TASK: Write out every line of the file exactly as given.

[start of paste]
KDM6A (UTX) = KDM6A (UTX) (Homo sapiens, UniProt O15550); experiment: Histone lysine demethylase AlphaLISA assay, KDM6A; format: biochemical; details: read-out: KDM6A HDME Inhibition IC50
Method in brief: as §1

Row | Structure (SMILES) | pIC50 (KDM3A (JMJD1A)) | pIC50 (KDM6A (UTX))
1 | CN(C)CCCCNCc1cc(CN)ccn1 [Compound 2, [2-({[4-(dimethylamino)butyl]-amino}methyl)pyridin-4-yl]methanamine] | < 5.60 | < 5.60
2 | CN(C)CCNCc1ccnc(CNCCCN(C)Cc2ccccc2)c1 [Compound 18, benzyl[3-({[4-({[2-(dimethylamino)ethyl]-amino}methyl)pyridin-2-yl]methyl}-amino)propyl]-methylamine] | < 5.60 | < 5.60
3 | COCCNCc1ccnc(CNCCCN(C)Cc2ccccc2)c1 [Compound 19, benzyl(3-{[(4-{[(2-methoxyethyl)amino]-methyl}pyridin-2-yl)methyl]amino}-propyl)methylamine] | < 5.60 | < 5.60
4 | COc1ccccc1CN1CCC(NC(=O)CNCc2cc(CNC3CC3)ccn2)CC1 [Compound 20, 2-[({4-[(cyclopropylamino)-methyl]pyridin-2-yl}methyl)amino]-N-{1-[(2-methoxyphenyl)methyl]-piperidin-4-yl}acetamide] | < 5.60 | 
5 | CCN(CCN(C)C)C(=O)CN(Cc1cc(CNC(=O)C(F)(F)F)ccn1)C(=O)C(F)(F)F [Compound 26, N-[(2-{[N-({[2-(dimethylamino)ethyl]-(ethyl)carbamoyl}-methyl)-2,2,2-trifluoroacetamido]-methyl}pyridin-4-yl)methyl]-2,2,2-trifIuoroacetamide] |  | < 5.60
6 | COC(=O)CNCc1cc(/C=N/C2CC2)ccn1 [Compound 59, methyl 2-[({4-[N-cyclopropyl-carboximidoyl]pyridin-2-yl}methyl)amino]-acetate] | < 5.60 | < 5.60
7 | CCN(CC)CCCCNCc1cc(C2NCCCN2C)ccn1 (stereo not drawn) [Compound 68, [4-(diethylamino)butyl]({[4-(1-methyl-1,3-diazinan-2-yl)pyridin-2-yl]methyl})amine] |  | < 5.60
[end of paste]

KDM6A (UTX) = KDM6A (UTX) (Homo sapiens, UniProt O15550); experiment: Histone lysine demethylase AlphaLISA assay, KDM6A; format: biochemical; details: read-out: KDM6A HDME Inhibition IC50
Method in brief: as §1

Row | Structure (SMILES) | pIC50 (KDM3A (JMJD1A)) | pIC50 (KDM6A (UTX))
1 | CN(C)CCCCNCc1cc(CN)ccn1 [Compound 2, [2-({[4-(dimethylamino)butyl]-amino}methyl)pyridin-4-yl]methanamine] | < 5.60 | < 5.60
2 | CN(C)CCNCc1ccnc(CNCCCN(C)Cc2ccccc2)c1 [Compound 18, benzyl[3-({[4-({[2-(dimethylamino)ethyl]-amino}methyl)pyridin-2-yl]methyl}-amino)propyl]-methylamine] | < 5.60 | < 5.60
3 | COCCNCc1ccnc(CNCCCN(C)Cc2ccccc2)c1 [Compound 19, benzyl(3-{[(4-{[(2-methoxyethyl)amino]-methyl}pyridin-2-yl)methyl]amino}-propyl)methylamine] | < 5.60 | < 5.60
4 | COc1ccccc1CN1CCC(NC(=O)CNCc2cc(CNC3CC3)ccn2)CC1 [Compound 20, 2-[({4-[(cyclopropylamino)-methyl]pyridin-2-yl}methyl)amino]-N-{1-[(2-methoxyphenyl)methyl]-piperidin-4-yl}acetamide] | < 5.60 | 
5 | CCN(CCN(C)C)C(=O)CN(Cc1cc(CNC(=O)C(F)(F)F)ccn1)C(=O)C(F)(F)F [Compound 26, N-[(2-{[N-({[2-(dimethylamino)ethyl]-(ethyl)carbamoyl}-methyl)-2,2,2-trifluoroacetamido]-methyl}pyridin-4-yl)methyl]-2,2,2-trifIuoroacetamide] |  | < 5.60
6 | COC(=O)CNCc1cc(/C=N/C2CC2)ccn1 [Compound 59, methyl 2-[({4-[N-cyclopropyl-carboximidoyl]pyridin-2-yl}methyl)amino]-acetate] | < 5.60 | < 5.60
7 | CCN(CC)CCCCNCc1cc(C2NCCCN2C)ccn1 (stereo not drawn) [Compound 68, [4-(diethylamino)butyl]({[4-(1-methyl-1,3-diazinan-2-yl)pyridin-2-yl]methyl})amine] |  | < 5.60